• Rolling
      • Thickness reduction through compression
    • 62. Rolling Two-High Reversing Mill Ingots, slabs and billets rolled to produce long length products with uniform cross section PRIMARY ROLLING PROCESS / COGGING
    • 63. Rolling Two-High Reversing Mill PRIMARY ROLLING PROCESS Secondary piping
    • 64. Rolling Three-High Reversing Mill SECONDARY ROLLING PROCESS Lamination
    • 65. Rolling Two-High Reversing Mill PRIMARY ROLLING PROCESS Non-metallic inclusion
    • 66. Rolling Three-High Reversing Mill SECONDARY ROLLING PROCESS Stringers
    • 67. Rolling Two-High Reversing Mill PRIMARY ROLLING PROCESS Segregation of metals
    • 68. Rolling Three-High Reversing Mill SECONDARY ROLLING PROCESS Banding
    • 69. Cold Rolling
      • Initial rolling hot
      • Finishing by cold working
      Cluster mill 4 High mill
    • 70. Rolling
      • Bloom - Square c/s 150x150mm minimum
      • Slab - Rectangular c/s area greater than 14400 mm 2
      • Billet - Square 50x50 up to 120 x 120mm
      • Primary rolling- ingot to blooms and slabs
      • Secondary rolling - blooms and slabs to plates , sheets etc
    • 71. Forging Hammer Anvil Blacksmith
    • 72. Forging
      • 6 basic actions
      • Upsetting
      • Swaging
      • Bending
      • Welding
      • Punching
      • Cutting out
    • 73. Forging Hammer (Tup) Anvil Blacksmith / Open die forging
    • 74. Forging
      • Pressure forging
    • 75. Forging
      • Closed die
    • 76. Extrusion
      • Direct
      • Indirect
      • Impact
      • High loads used to shape ferrous and non-ferrous alloys
      • Items produced are of uniform cross section
    • 77. Direct Extrusion Billet Ram Die
    • 78. Indirect Extrusion Die Extruded item Billet
    • 79. Impact Extrusion Die Blank Punch
    • 80. Extrusion Defects
      • Oxide films (‘Extrusion’ defect)
      • Surface cracks
      • Grain structure variation
    • 81. Impact Extrusion
    • 82. Wrought Production Defects
      • Cracks
      • Laps
      • Seams
      • Stringers
      • Slugs
      • Bursts
      • Laminations
    • 83. Wrought Production Defects
      • Banding
      • Excessive flash
      • Lack of fill
      • Mismatch
      • Internal cracking
      • Mechanical marks
    • 84. Other Wrought Processes
      • Drawing
      • Material is reduced or changed in profile by pulling through a die
      Die Wire or rod Force
    • 85. Other Wrought Processes
      • Drawing
      • Material is reduced or changed in profile by pulling through a die
      Die Tube Force Mandrel
    • 86. Product Technology Welding
    • 87. A Weld : Definitions
      • A union between pieces of metal at faces rendered plastic or liquid by heat,pressure or both.
      • BS 499
      • A continuous defect surrounded by parent material
      • NASA
    • 88. Welds
      • An ideal weld must give a strong bond between materials with the interfaces disappearing
      • To achieve this
      • Smooth,flat or matching surfaces
      • Surfaces shall be free from contaminants
      • Metals shall be free from impurities
      • Metals shall have identical crystalline structures
    • 89. Welding
      • A union between pieces of metal at faces rendered plastic or liquid by heat,pressure or both.
      • BS 499
      • Ultrasonics
      • Electron beam
      • Friction
      • Electric resistance
      • Electric arc
      Possible energy sources
    • 90. Electric Arc Welding Power supply Work piece Electrode Clamp(Earth)
    • 91. Electric Arc Welding
      • Electric discharge produced between cathode and anode by a potential difference (40 to 60 volts)
      • Discharge ionises air and produces -ve electrons and +ve ions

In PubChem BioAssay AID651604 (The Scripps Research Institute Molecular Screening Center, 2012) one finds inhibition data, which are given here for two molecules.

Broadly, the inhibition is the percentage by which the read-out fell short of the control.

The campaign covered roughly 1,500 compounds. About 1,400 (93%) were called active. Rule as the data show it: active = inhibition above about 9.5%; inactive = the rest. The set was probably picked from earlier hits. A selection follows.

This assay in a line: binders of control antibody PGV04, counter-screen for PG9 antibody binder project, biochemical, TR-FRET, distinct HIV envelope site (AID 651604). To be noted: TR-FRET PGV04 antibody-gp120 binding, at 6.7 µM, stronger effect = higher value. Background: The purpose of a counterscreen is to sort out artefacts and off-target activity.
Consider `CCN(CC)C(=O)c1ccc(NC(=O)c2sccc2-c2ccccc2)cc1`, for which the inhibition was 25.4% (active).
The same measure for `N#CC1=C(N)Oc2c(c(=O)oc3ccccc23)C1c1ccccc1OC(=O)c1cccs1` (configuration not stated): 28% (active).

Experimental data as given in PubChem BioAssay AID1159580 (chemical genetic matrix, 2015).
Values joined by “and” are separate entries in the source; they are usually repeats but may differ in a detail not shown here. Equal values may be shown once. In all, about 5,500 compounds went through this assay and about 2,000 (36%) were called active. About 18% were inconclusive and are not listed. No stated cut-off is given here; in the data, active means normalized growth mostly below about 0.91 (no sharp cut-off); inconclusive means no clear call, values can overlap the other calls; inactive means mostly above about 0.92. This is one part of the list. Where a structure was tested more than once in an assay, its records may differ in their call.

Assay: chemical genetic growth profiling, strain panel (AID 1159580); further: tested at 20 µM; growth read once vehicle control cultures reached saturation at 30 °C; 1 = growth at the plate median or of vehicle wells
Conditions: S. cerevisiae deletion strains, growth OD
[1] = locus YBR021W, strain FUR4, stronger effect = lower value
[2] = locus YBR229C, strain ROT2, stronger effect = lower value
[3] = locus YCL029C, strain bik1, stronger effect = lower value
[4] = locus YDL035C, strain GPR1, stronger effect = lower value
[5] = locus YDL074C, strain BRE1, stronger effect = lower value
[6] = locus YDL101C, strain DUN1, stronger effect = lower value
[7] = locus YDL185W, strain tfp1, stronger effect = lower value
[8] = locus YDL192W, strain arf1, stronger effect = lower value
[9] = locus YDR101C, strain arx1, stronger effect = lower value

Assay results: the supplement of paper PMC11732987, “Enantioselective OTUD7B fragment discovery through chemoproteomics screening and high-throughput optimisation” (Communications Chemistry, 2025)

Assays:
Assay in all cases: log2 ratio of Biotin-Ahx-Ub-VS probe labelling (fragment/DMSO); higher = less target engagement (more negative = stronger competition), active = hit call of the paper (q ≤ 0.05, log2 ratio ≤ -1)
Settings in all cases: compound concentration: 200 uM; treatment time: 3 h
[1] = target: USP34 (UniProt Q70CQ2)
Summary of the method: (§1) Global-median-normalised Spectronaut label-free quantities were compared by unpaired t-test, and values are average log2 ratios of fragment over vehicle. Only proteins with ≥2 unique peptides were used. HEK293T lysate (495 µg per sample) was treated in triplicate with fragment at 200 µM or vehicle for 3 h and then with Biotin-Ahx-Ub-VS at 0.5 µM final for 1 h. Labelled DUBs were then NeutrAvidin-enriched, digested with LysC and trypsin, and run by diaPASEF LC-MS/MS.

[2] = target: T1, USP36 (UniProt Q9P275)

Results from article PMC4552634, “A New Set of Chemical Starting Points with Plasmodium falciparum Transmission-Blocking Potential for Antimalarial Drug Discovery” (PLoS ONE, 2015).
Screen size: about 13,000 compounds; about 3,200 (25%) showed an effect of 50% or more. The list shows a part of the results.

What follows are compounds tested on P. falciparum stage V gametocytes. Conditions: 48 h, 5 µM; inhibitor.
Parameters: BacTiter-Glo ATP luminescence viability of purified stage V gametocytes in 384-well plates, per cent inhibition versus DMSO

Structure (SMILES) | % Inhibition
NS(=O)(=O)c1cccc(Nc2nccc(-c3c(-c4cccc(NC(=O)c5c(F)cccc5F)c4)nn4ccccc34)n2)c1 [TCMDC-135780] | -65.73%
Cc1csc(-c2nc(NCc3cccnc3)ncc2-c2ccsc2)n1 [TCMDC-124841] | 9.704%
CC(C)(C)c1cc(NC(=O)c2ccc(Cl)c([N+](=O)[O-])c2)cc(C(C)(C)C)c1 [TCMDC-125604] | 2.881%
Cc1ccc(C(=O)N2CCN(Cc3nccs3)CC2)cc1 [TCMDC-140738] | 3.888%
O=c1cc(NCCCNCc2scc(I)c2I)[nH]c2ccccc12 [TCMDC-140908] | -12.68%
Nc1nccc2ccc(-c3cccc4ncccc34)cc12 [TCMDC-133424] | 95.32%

• Electrons impact upon anode, ions upon cathode
      • Impact of particles converts kinetic energy to heat (7000 o C) and light
      • Amperage controls number of ions and electrons, Voltage controls their velocity
    • 92. Electric Arc Welding
      • Arc Welding Processes
      • Manual metal arc
      • Tungsten Inert Gas
      • Metal Inert Gas
      • Submerged Arc
      Differences between them
      • Methods of shielding the arc
      • Consumable or Non-consumable electrode
      • Degree of automation
    • 93. Zones in Fusion Welds
      • Fusion Zone
    • 94. Zones in Fusion Welds
      • Fusion Zone
      • Heat Affected Zone
    • 95. Zones in Fusion Welds
      • Fusion Zone
      • Heat Affected Zone
      • Parent Material or Base Metal
    • 96. Joint Design Butt Weld
    • 97. Joint Design Butt Weld Lap Joint
    • 98. Joint Design Butt Weld Corner Joint Lap Joint
    • 99. Joint Design Butt Weld Corner Joint Lap Joint Edge Weld
    • 100. Joint Design Butt Weld Corner Joint Lap Joint T Joint Edge Weld
    • 101.  
    • 102. Manual Metal Arc (MMA) Consumable electrode Flux coating Core wire Arc Evolved gas shield Parent metal Slag Weld metal
    • 103. Manual Metal Arc Welding
      • Shielding provided by decomposition of flux covering
      • Electrode consumable
      • Manual process
      • Welder controls
      • Arc length
      • Angle of electrode
      • Speed of travel
      • Amperage settings
    • 104. Tungsten Inert Gas (TIG) Non-consumable tungsten electrode Arc Parent metal Weld metal Gas shield Filler wire Gas nozzle
    • 105. Metal Inert Gas (MIG) Consumable electrode(filler wire) Arc Parent metal Weld metal Gas shield Gas nozzle Reel feed
    • 106. Submerged Arc Consumable electrode Reel feed Flux feed Flux retrieval Parent metal Weld metal Slag
    • 107. Electroslag Filler wire Molten flux Weld metal Water cooled copper shoes
    • 108. Welding Defects
      • 4 Crack Types
      • Solidification cracks
      • Hydrogen induced cracks
      • Lamellar tearing
      • Reheat cracks
      Cracks
    • 109. Welding Defects
      • Classified by Shape
      • Longitudinal
      • Transverse
      • Branched
      • Chevron
      Cracks
      • Classified by Position
      • HAZ
      • Centreline
      • Crater
      • Fusion zone
      • Parent metal
    • 110. Welding Defects
      • Solidification
      • Occurs during weld solidification process
      • Steels with high sulphur content (low ductility at elevated temperature)